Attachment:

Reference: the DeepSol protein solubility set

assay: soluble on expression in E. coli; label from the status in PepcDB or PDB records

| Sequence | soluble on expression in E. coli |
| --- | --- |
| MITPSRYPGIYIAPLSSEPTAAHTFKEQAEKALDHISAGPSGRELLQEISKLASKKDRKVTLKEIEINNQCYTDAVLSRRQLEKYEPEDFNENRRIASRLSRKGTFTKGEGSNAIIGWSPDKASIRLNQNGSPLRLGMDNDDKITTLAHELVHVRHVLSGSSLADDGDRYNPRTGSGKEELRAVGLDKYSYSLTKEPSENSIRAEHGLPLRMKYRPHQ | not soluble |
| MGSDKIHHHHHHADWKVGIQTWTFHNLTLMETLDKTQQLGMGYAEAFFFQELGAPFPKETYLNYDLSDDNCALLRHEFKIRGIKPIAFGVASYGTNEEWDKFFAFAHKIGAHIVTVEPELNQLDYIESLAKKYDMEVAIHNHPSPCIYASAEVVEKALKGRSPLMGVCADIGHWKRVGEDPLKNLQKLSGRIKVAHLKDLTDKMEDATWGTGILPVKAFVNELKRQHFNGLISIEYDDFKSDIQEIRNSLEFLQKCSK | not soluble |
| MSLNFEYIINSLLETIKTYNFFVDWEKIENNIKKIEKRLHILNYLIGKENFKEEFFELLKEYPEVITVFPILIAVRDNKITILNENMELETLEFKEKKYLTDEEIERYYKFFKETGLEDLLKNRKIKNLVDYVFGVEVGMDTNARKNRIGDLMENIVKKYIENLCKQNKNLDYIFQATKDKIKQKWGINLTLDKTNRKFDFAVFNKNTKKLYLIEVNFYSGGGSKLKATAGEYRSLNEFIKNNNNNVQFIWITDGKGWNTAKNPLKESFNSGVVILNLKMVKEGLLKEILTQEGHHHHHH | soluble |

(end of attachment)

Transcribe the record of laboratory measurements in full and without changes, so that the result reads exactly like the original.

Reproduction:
Reference: the DeepSol protein solubility set

assay: soluble on expression in E. coli; label from the status in PepcDB or PDB records

| Sequence | soluble on expression in E. coli |
| --- | --- |
| MITPSRYPGIYIAPLSSEPTAAHTFKEQAEKALDHISAGPSGRELLQEISKLASKKDRKVTLKEIEINNQCYTDAVLSRRQLEKYEPEDFNENRRIASRLSRKGTFTKGEGSNAIIGWSPDKASIRLNQNGSPLRLGMDNDDKITTLAHELVHVRHVLSGSSLADDGDRYNPRTGSGKEELRAVGLDKYSYSLTKEPSENSIRAEHGLPLRMKYRPHQ | not soluble |
| MGSDKIHHHHHHADWKVGIQTWTFHNLTLMETLDKTQQLGMGYAEAFFFQELGAPFPKETYLNYDLSDDNCALLRHEFKIRGIKPIAFGVASYGTNEEWDKFFAFAHKIGAHIVTVEPELNQLDYIESLAKKYDMEVAIHNHPSPCIYASAEVVEKALKGRSPLMGVCADIGHWKRVGEDPLKNLQKLSGRIKVAHLKDLTDKMEDATWGTGILPVKAFVNELKRQHFNGLISIEYDDFKSDIQEIRNSLEFLQKCSK | not soluble |
| MSLNFEYIINSLLETIKTYNFFVDWEKIENNIKKIEKRLHILNYLIGKENFKEEFFELLKEYPEVITVFPILIAVRDNKITILNENMELETLEFKEKKYLTDEEIERYYKFFKETGLEDLLKNRKIKNLVDYVFGVEVGMDTNARKNRIGDLMENIVKKYIENLCKQNKNLDYIFQATKDKIKQKWGINLTLDKTNRKFDFAVFNKNTKKLYLIEVNFYSGGGSKLKATAGEYRSLNEFIKNNNNNVQFIWITDGKGWNTAKNPLKESFNSGVVILNLKMVKEGLLKEILTQEGHHHHHH | soluble |